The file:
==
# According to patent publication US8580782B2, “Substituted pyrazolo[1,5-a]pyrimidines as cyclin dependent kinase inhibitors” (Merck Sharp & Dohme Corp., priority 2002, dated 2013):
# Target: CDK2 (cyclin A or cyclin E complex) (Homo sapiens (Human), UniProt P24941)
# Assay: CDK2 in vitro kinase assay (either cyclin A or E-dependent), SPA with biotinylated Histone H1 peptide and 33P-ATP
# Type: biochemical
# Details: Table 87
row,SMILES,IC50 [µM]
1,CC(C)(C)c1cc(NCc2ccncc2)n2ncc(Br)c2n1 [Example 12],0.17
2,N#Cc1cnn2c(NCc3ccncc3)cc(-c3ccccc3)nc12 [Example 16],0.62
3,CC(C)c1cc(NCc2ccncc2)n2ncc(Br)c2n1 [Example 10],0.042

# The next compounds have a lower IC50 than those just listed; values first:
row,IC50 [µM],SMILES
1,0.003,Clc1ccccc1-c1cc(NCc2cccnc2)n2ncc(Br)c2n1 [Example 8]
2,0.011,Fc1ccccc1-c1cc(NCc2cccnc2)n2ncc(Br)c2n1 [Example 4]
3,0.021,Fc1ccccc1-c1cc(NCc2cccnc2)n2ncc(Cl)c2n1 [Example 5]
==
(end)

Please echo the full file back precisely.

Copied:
# According to patent publication US8580782B2, “Substituted pyrazolo[1,5-a]pyrimidines as cyclin dependent kinase inhibitors” (Merck Sharp & Dohme Corp., priority 2002, dated 2013):
# Target: CDK2 (cyclin A or cyclin E complex) (Homo sapiens (Human), UniProt P24941)
# Assay: CDK2 in vitro kinase assay (either cyclin A or E-dependent), SPA with biotinylated Histone H1 peptide and 33P-ATP
# Type: biochemical
# Details: Table 87
row,SMILES,IC50 [µM]
1,CC(C)(C)c1cc(NCc2ccncc2)n2ncc(Br)c2n1 [Example 12],0.17
2,N#Cc1cnn2c(NCc3ccncc3)cc(-c3ccccc3)nc12 [Example 16],0.62
3,CC(C)c1cc(NCc2ccncc2)n2ncc(Br)c2n1 [Example 10],0.042

# The next compounds have a lower IC50 than those just listed; values first:
row,IC50 [µM],SMILES
1,0.003,Clc1ccccc1-c1cc(NCc2cccnc2)n2ncc(Br)c2n1 [Example 8]
2,0.011,Fc1ccccc1-c1cc(NCc2cccnc2)n2ncc(Br)c2n1 [Example 4]
3,0.021,Fc1ccccc1-c1cc(NCc2cccnc2)n2ncc(Cl)c2n1 [Example 5]